Fifteen Minutes of Fame
I recently viewed a colored sketch that Andy Warhol made of Marilyn Monroe. His 15 minutes of fame statement came to mind. Whether it is 15 minutes, 15 months or 15 years, fame is fleeting, for stars like Marilyn and ordinary people alike.
Our lives take place in a nanosecond of a universe that is 13.7 billion years old. We experience temporary highs and lows as the “it girl” in high school plays, the college sports star with the promise of professional glory, or the shrewd business person who amasses a bundle of money. From the macro view, none of these achievements is more than a hill of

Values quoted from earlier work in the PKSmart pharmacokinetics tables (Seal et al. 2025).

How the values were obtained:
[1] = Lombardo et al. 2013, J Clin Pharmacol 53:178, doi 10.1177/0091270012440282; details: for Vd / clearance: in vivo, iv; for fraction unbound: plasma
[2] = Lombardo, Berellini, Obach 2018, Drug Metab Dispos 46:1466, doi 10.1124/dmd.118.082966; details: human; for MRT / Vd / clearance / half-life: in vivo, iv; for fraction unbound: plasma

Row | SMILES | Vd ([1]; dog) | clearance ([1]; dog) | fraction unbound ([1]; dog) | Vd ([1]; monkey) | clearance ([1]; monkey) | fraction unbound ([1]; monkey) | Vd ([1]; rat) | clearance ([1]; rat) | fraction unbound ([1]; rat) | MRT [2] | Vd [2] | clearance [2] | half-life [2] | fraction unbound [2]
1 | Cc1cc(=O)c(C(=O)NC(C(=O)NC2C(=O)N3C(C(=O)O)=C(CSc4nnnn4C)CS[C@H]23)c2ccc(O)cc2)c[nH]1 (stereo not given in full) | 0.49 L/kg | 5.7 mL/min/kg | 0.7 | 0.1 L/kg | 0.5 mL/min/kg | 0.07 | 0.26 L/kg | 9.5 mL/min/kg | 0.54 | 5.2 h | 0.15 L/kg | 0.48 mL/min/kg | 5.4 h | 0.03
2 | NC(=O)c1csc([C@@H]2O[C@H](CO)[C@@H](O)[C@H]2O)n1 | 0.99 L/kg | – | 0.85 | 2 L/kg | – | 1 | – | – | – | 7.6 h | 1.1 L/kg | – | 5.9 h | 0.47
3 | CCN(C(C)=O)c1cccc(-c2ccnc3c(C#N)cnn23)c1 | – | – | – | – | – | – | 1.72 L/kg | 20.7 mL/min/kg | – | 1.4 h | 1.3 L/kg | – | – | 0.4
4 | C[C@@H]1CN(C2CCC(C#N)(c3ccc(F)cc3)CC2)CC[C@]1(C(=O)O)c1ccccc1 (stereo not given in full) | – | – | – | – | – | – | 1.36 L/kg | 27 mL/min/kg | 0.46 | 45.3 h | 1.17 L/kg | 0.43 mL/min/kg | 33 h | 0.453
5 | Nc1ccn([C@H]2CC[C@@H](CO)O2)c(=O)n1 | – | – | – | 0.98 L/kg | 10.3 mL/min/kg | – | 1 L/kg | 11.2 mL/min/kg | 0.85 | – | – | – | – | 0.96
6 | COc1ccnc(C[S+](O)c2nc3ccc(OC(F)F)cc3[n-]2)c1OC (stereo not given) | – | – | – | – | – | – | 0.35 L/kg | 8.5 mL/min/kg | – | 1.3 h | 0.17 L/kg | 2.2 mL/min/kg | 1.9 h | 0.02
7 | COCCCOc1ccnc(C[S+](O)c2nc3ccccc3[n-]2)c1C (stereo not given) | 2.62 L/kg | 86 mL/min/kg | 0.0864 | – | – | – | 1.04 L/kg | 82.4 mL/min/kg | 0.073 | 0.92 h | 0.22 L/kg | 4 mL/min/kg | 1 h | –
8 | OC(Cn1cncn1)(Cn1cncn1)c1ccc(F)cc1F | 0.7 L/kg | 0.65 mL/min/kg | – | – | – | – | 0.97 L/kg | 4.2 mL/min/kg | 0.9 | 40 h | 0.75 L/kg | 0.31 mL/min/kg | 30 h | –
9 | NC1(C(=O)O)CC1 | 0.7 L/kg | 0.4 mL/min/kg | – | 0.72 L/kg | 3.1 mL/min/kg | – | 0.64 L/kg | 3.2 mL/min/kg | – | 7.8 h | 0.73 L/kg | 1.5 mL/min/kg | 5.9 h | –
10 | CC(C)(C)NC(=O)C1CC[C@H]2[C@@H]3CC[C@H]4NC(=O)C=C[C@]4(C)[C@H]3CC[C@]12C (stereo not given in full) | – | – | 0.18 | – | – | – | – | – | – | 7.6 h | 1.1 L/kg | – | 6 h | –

And then the sunset comes and we get old. If things went well, we are recognized by our peers, devoted to our families, and loved by those we know and love in return. We aspire to a sense of fulfillment and the belief that what we thought and did mattered.
Fifteen minutes of fame, or 15 minutes of oblivion – at the end of the day, it hardly matters. What does matter is our values, our character, and the kindness we shared with others. Time cannot tarnish this ineffable reality of connection and impact on another human being.
PATRICK J. WOOD
Author of “Dear Reader” and “Tapestry of Love and Loss